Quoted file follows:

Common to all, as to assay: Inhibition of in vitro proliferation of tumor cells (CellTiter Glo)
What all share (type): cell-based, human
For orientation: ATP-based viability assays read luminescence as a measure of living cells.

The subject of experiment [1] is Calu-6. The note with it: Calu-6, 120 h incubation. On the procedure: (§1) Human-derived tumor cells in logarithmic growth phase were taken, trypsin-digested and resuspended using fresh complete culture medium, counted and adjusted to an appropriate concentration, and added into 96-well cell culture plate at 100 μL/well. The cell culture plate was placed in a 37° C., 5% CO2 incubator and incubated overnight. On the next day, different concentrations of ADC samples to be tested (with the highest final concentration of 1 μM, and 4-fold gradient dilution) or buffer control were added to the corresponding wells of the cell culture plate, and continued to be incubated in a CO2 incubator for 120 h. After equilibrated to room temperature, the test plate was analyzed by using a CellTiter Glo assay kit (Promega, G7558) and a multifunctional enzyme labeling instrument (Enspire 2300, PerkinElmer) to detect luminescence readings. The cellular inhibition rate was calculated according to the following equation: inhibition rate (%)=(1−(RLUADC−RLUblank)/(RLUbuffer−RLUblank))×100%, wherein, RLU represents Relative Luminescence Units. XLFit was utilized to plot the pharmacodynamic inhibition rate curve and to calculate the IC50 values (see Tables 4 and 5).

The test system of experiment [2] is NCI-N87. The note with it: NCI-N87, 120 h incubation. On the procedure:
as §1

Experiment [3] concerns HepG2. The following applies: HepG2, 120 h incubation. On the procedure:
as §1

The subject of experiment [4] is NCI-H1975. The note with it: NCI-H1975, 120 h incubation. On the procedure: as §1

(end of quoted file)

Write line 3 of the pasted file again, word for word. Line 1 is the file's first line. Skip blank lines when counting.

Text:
For orientation: ATP-based viability assays read luminescence as a measure of living cells.